Suppose a person is born without the ability to reason. If reason is to be a scientific process, surely there are some people who purely will not be able to reach the same level of scientific conclusion. Perhaps a personality trait, or a lack of intelligence, causes such a person to be unable to reason to the extent that the Categorical Imperative demands. Perhaps this person is a child, or is developmentally challenged. Kant would then say that, because such a person is unable to reason, their actions can have no moral worth, and thus that person will never have the ability of living a moral life. Perhaps this person, who up until now has been living under the moral code of their parents or their church, discovers that they cannot be moral. While Kant does claim that acting in accord with duty is at least “admirable” and at least “deserves praise and encouragement”, this person’s actions are nonetheless not truly moral.

Kant thus runs the risk of alienating a populace that cannot reason to his extent. Once one reaches the conclusion that they are amoral, that is, acting without morals, and that they cannot do anything to change this fact, it is quite possible that they will stop following any moral code at all. A person without moral duty is a very dangerous person, in that there is no reason for them not to act against morality as often as they do in accord with it.

The irony of this situation is that, because of such reasoning, the Categorical Imperative fails its own “Formula of Universal Law”. Suppose Kant were to attempt to follow his own Imperative, and that was his maxim, and as such he willed that it became universal law that all should have as their maxim “one should use the Categorical Imperative to determine the moral worth of an action.” If it were to become universal, then the above-mentioned hypothetical situation would occur, and people who could not reason would not be capable of performing actions with moral worth. They would then have no reason not to perform immoral actions, especially since the person cannot even reason that the actions are immoral. Kant’s own attempt at creating a “Kingdom of Ends]” actually creates a world in which people no longer even try to act moral. Since no philosopher could will that their own moral theory cause a breakdown in the systems of morality, Kant cannot will his Categorical Imperative into Universal Law.

Kant attempted to elevate morality to that of science, but in doing so forgot that morals are a tool for people to use. If people are to be told that they have no hope of ever becoming moral, that they will not be able to even use the tool, then the whole concept of morality is futile. Kant’s presupposition that all people can reason is not a responsible conclusion, but rather is the conclusion of an elitist who felt that morals were only to be available to those who had the privilege of higher thought. While honourable, Kant’s theories are nonetheless dangerous and, ultimately, irrational.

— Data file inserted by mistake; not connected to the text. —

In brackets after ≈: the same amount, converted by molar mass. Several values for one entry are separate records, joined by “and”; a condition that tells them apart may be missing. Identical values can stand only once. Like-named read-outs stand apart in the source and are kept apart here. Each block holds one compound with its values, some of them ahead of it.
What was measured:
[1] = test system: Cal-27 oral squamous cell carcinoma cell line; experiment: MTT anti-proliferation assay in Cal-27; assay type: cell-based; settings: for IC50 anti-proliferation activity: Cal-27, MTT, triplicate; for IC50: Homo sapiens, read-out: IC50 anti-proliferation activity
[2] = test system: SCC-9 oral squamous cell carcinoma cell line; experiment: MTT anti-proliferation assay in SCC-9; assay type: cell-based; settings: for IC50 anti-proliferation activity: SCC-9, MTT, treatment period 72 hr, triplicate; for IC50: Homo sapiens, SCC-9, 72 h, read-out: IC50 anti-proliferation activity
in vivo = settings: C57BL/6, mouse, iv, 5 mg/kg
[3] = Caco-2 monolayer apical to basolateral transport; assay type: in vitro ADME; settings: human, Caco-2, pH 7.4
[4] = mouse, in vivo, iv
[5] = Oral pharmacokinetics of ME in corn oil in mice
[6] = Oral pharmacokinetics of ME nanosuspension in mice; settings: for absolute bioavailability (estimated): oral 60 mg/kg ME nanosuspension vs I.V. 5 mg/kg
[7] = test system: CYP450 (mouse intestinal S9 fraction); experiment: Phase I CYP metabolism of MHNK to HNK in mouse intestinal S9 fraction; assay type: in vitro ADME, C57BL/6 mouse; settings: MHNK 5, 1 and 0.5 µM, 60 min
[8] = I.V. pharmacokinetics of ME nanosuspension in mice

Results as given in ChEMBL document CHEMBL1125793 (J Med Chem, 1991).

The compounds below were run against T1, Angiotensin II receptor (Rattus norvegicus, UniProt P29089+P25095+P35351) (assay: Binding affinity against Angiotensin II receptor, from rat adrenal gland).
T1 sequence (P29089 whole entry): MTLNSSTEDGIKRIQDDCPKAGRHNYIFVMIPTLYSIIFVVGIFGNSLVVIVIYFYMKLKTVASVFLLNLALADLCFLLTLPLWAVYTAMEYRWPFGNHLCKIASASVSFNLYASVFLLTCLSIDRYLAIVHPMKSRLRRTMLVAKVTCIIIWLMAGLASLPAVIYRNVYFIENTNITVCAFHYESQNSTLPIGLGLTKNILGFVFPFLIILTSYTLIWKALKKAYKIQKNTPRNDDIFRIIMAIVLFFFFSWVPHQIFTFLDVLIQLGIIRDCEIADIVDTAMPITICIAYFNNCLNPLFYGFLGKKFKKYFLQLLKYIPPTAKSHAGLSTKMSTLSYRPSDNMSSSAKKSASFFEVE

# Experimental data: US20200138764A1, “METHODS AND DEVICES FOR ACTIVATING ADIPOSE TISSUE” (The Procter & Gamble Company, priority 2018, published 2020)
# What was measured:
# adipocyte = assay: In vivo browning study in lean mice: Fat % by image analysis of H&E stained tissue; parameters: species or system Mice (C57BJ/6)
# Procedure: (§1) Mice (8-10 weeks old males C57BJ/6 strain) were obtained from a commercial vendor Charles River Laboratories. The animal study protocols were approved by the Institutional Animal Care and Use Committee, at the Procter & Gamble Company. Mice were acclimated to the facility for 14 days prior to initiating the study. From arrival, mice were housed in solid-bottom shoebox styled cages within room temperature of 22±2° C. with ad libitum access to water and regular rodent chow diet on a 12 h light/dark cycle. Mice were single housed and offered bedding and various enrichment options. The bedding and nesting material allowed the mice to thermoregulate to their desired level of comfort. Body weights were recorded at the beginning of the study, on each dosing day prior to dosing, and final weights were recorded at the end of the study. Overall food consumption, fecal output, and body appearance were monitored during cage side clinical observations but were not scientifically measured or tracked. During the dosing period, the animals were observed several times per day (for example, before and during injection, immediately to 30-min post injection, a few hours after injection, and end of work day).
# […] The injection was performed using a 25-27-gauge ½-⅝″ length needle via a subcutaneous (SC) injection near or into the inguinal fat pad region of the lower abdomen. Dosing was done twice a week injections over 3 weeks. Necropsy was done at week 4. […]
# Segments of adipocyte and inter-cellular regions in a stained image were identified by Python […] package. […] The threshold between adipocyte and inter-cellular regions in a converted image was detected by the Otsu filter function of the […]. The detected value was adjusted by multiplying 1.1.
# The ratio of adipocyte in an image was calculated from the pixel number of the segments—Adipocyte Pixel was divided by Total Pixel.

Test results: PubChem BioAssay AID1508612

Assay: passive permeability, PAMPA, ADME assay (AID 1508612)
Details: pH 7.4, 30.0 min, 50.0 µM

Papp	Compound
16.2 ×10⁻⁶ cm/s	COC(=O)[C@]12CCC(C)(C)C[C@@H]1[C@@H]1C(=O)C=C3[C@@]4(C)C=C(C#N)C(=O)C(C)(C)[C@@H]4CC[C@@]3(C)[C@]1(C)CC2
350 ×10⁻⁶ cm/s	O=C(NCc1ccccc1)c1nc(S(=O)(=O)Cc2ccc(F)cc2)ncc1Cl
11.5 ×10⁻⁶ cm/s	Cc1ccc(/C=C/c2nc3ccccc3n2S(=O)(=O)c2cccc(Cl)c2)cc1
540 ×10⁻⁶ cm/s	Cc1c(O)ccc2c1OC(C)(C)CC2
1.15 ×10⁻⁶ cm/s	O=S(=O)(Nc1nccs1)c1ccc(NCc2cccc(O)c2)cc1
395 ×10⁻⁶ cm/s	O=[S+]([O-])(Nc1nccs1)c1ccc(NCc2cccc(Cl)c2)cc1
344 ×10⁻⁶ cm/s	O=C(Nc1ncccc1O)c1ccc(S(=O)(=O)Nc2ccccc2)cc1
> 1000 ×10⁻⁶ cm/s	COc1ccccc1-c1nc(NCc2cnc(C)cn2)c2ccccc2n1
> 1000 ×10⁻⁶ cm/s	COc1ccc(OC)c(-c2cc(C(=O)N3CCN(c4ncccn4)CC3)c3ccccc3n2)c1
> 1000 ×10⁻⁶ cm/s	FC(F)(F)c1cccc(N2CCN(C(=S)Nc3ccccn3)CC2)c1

Works Cited

Kant, Immanual. Grounding for the Metaphysics of Morals. Indianapolis/Cambridge: Hacket Publishing Company Inc, 1993.

Hoopy Frood. “Immanuel Kant.” Online Posting. 25. March. 2000

Immanuel Kant’s ethical theory is based around his idea of a Categorical Imperative. That is, moral rules (imperatives) that man must apply in every case (categorical).
He saw the Categorical Imperative as being opposed to a hypothetical imperative. A Hypothetical Imperative is something that tells you what you ought to do if you want to achieve something in the short run. A Categorical Imperative is something which just simply ought to be done. There is no goal in it, it is, according to Kant, the one moral rule to follow.

Kant believed morality had nothing to do with consequences. Rather, it is about the means, and the only moral act, according to Kant, was one performed out of a sense of duty and purely out of a sense of duty. If there was any end in an act for somebody, even if it is the warm feeling one gets after knowing one has done something good for somebody- to Kant, the only moral act was one done with no end in sight for the person performing the act.
Had Kant been alive long enough to know of Utilitarianism, he would have written so much against it, because utilitarianism bases morality totally on consequences, specifically, ‘the greatest happiness for the greatest number’.

The Categorical Imperative is the rule, says Kant, all other moral rules boil down to (if they truly are moral rules). Kant expressed this rule in two major ways, the First and Second formation. The first formation was the Principle of Universalisability and the second formation was Kant’s principle of treating people as ends in themselves and not purely as means. Firstly, he had the rule of Universalisability. That is, in his own words (but, obviously, translated into the English of his day), ‘act only upon that maxim whereby thou canst at the same time will that it should become an universal law’. This would seem fairly obvious to most people.
Put in simpler words, it means no man is special, therefore no man has the right to, say, lie. If one man lied, there’d be maybe some people slightly worse off than before, and it would be harder to trust this one man in future, and communication between the man who lied and the person who listened. But applied to the principle of Universalisability, everybody lying would break the whole of society down. Society is based on communication, hence if communication breaks down, society breaks down, and there would be chaos.

Or take the case of one man committing murder. In the case where it’s just the one man, there is a single tragedy but on a world scale it comes to next to nothing of a tragedy. Applied to the principle of Universalisability, if everybody killed everybody, who would remain on the Planet?